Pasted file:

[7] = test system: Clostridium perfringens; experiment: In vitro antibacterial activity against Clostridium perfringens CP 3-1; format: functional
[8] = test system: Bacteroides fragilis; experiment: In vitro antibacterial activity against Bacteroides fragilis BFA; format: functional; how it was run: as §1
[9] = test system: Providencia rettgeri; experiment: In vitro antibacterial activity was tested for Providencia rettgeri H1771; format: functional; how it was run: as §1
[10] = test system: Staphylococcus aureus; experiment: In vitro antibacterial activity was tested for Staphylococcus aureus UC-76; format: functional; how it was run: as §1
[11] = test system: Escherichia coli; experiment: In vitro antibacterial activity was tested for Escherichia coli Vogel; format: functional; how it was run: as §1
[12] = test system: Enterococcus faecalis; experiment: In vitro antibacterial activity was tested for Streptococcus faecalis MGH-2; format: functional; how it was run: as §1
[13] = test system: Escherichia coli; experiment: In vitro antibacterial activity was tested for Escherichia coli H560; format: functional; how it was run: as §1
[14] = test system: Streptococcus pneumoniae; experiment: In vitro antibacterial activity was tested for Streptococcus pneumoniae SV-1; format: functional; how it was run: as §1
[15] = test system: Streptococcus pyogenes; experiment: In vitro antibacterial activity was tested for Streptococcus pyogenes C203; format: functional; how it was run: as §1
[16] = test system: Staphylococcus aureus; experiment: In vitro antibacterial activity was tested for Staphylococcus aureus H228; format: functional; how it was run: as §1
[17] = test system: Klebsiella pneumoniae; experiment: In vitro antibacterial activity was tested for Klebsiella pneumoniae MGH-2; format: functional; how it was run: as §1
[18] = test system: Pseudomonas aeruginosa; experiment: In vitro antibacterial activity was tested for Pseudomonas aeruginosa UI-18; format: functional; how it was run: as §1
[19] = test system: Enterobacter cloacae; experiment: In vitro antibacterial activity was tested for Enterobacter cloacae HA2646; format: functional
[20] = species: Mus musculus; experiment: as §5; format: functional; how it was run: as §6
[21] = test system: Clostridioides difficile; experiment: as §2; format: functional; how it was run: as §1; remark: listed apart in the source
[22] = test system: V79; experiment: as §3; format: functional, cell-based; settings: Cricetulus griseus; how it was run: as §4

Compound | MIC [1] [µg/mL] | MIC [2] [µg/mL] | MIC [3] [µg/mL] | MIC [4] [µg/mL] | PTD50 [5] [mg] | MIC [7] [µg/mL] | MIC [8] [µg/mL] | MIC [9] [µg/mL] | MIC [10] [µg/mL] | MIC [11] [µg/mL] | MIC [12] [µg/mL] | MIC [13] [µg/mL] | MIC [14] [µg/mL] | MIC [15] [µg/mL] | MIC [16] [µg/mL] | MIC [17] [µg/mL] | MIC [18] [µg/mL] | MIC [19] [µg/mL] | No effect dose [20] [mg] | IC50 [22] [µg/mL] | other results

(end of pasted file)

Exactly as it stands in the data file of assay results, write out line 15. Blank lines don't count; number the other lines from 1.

[21] = test system: Clostridioides difficile; experiment: as §2; format: functional; how it was run: as §1; remark: listed apart in the source